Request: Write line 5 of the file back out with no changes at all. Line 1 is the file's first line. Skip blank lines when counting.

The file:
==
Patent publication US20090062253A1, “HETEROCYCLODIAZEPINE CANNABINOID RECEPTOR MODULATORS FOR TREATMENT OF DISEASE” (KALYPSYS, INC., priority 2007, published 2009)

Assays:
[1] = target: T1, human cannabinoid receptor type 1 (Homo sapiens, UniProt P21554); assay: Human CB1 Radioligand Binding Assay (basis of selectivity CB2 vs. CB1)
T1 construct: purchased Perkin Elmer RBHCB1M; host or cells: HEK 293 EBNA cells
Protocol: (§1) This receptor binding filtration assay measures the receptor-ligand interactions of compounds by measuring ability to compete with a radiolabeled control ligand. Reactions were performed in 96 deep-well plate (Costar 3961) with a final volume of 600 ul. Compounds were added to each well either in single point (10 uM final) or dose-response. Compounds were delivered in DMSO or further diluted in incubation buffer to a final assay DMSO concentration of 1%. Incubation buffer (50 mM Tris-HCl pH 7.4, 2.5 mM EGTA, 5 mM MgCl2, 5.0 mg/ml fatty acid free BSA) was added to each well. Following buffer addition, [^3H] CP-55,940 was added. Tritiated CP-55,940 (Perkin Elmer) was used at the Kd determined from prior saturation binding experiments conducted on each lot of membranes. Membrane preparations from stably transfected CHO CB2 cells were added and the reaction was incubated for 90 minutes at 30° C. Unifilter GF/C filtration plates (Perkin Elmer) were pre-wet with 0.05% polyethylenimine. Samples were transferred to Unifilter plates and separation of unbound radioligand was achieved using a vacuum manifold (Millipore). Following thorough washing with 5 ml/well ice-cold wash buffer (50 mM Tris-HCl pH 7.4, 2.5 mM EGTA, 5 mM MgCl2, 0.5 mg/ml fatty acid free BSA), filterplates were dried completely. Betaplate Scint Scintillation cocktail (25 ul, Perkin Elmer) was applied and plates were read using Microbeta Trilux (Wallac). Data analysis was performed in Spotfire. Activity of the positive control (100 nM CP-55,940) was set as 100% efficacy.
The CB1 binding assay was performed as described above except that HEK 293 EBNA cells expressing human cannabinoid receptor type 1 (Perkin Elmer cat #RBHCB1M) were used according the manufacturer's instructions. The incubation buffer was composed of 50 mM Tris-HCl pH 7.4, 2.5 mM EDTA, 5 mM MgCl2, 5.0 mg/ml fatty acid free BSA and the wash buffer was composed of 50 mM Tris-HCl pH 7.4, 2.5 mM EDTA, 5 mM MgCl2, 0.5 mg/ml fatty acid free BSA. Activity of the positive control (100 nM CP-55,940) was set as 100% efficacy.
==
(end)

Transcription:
Protocol: (§1) This receptor binding filtration assay measures the receptor-ligand interactions of compounds by measuring ability to compete with a radiolabeled control ligand. Reactions were performed in 96 deep-well plate (Costar 3961) with a final volume of 600 ul. Compounds were added to each well either in single point (10 uM final) or dose-response. Compounds were delivered in DMSO or further diluted in incubation buffer to a final assay DMSO concentration of 1%. Incubation buffer (50 mM Tris-HCl pH 7.4, 2.5 mM EGTA, 5 mM MgCl2, 5.0 mg/ml fatty acid free BSA) was added to each well. Following buffer addition, [^3H] CP-55,940 was added. Tritiated CP-55,940 (Perkin Elmer) was used at the Kd determined from prior saturation binding experiments conducted on each lot of membranes. Membrane preparations from stably transfected CHO CB2 cells were added and the reaction was incubated for 90 minutes at 30° C. Unifilter GF/C filtration plates (Perkin Elmer) were pre-wet with 0.05% polyethylenimine. Samples were transferred to Unifilter plates and separation of unbound radioligand was achieved using a vacuum manifold (Millipore). Following thorough washing with 5 ml/well ice-cold wash buffer (50 mM Tris-HCl pH 7.4, 2.5 mM EGTA, 5 mM MgCl2, 0.5 mg/ml fatty acid free BSA), filterplates were dried completely. Betaplate Scint Scintillation cocktail (25 ul, Perkin Elmer) was applied and plates were read using Microbeta Trilux (Wallac). Data analysis was performed in Spotfire. Activity of the positive control (100 nM CP-55,940) was set as 100% efficacy.